Let me take you on a tour of the station. It will not take long because there is very little here. And this is precisely what the attraction is. There are no shops, cafes, and loudspeaker announcements. The only sounds are birdsong and the River Helmsdale passing beneath the nearby stone bridge.
The station opened in 1874 and you get the feeling that very little has changed between then and now. The river makes the same sound, it passes the same rocks and the same types of birds are tweeting. I have been to this station twice with a three year gap between visits, but the second time felt like I had just been there yesterday, not years ago. It is the first time in my life that I have used the word 'timeless' to describe a place.
There is no station building at this location. There is a modern glass shelter, somewhat like a bus shelter. There is a litter bin, timetables and cycle racks.
The disused platform has a wooden shelter on it and this has been left to ruin, which is a shame as it is the only piece of distinctive heritage architecture at Kildonan. The last time I peaked through the window of this shelter I was delighted to find a wood burning stove that looked in good condition.
Why come here?
Kildonan station provides access to miles of single-track roads that are superb for cycling. You can read my travel feature about cycling in this area to find out more.
You don't have to bring your bike here. You can simply take a seat and enjoy a few hours of peace and quiet until the next train comes. Whatever you do at Kildonan you will not regret your decision to come here.
Read more about Scotland's train stations
Sean Conway embarks on an incredible around the world cycle journey. He covers 16,000 miles and experiences South America, Australia, U.S.A, Europe and Asia. This is an exciting read with the power to inspire you to do something adventurous.
Sean Conway opens the book with a tale of an unfulfilling career, being dumped by his girlfriend and a feeling that he was wasting his life. He tried to work out what he should do to change this situation and remembered being inspired by Mark Beaumont who broke the record for cycling around the world in 2010. He decided that this was the answer and signed up to do the around the world cycle race.
As this is a race against the clock you get fleeting impressions of the countries, rather than an in-depth exploration of culture, people and landscapes. The book lacks the finer details because there is no time for the author to pause and take it in or visit attractions. Conway must focus on mileage and how to do that mileage and also how to get enough calories. You do get a brilliant sense of adventure from this book. One example of this is when Conway had to flee tornadoes in America. His writing perfectly captures the drama of this situation:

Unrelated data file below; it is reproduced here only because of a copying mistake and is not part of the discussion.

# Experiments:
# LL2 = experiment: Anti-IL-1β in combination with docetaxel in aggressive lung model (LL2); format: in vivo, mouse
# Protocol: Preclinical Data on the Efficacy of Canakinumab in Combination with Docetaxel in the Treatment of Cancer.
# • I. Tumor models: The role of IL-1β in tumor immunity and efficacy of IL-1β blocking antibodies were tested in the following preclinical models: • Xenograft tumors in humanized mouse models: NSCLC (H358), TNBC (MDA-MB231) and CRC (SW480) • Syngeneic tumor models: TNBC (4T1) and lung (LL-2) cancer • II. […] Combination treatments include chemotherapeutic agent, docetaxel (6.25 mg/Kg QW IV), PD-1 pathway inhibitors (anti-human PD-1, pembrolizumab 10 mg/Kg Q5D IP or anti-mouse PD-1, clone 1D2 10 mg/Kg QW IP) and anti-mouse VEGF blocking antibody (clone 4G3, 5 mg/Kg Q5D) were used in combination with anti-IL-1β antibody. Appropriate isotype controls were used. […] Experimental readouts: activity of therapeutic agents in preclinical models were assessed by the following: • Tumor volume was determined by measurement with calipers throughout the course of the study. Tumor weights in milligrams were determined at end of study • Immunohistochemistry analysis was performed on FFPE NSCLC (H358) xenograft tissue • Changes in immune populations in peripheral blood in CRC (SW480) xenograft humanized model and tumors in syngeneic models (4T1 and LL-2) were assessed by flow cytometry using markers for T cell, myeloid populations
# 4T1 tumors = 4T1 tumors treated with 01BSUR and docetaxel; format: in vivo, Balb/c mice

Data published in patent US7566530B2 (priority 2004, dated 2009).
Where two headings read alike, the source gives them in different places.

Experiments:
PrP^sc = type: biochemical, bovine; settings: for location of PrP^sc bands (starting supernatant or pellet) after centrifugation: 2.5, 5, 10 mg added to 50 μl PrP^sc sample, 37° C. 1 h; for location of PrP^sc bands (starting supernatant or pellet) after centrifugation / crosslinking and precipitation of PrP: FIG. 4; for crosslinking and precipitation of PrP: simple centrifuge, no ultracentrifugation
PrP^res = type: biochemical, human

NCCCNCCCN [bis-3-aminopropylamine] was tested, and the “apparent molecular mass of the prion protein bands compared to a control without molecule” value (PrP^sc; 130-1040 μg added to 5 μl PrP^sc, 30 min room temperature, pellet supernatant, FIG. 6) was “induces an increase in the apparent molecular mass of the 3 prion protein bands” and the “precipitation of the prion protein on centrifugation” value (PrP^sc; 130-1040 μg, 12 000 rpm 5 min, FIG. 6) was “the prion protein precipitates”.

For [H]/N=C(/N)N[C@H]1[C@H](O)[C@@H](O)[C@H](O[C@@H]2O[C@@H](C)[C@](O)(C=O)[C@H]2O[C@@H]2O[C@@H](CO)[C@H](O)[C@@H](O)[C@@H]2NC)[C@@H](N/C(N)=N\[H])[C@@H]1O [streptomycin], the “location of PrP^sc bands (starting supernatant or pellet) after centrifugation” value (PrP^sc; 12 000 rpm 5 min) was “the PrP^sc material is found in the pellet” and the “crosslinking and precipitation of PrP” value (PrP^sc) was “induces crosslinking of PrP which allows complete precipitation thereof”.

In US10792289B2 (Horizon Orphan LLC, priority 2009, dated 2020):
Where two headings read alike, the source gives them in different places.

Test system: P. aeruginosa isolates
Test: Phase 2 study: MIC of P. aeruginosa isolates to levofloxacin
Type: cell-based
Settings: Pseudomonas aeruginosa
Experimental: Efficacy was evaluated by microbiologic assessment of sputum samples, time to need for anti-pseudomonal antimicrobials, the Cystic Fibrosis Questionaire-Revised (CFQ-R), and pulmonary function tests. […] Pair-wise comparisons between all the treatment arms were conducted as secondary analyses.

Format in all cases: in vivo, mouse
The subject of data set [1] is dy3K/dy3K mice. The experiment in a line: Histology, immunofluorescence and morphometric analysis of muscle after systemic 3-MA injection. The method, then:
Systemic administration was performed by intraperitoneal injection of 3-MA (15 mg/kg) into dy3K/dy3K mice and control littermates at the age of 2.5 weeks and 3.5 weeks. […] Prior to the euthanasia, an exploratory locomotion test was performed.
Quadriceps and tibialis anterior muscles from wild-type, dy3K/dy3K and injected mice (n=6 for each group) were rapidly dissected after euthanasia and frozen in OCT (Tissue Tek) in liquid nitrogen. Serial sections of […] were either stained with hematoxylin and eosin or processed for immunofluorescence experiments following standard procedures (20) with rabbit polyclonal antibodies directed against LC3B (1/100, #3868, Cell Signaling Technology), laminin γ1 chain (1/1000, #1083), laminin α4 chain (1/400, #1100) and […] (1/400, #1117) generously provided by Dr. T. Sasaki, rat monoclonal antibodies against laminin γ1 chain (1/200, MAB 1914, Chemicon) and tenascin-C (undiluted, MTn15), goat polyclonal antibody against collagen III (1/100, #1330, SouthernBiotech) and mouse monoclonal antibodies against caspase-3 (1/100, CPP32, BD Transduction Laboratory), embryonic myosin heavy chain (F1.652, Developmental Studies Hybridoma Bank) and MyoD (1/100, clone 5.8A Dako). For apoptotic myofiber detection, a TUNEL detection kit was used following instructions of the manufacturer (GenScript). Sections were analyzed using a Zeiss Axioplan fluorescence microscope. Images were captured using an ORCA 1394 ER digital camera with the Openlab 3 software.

"Signs were blowing over, windscreens cracking, leaves were getting stripped off trees as if being shredded by a huge invisible blender in the sky, and a 100 mph wind was heading in the exact wrong direction. I realised that had I not got a puncture when I did, I wouldn't have stopped in that gas station and I would probably have landed up right in the middle of the storm... One 100 mph golf-ball-sized hailstone to the face would have been the end of me."
As you would expect, Conway meets many interesting people during his adventure. Many of these encounters are brief due to the nature of the cycle race so there is not a strong human story in the book. The focus is very much on the author and his endeavor to complete this challenge. Many of the people that Conway meets are incredibly kind to him. In particular, the American doctor and nurse who treated him after he was knocked over by a pickup truck. They took him into their home during his recovery. They even bought him a replacement bike because his was destroyed in the accident. It wasn't just any bike, but an exact replacement that they shipped over. Without this kindness Conway would not have been able to continue with the journey.
There are moments of laughter in this book, such as the author't decision to play a game with the stray dogs that chase him. He would would go just fast enough to keep them at bay but interested enough to keep them chasing so that he could lead them as far away as possible from their home as revenge for the owners doing nothing.
The book is also serious in places. Conway writes openly about the lows and feeling depressed, but on the whole he loved his adventure and that really comes across.
I felt that the book could have done with a route map so that you could follow the journey as sometimes it was difficult to picture exactly where the author was unless you are really good at geography.
I thoroughly enjoyed this book and it inspired me to explore further and further on my bicycle.
You can buy the book from Amazon by clicking on this image:
My name is Colin Baird and I want to see all of Scotland by bicycle. Follow my blog on Facebook: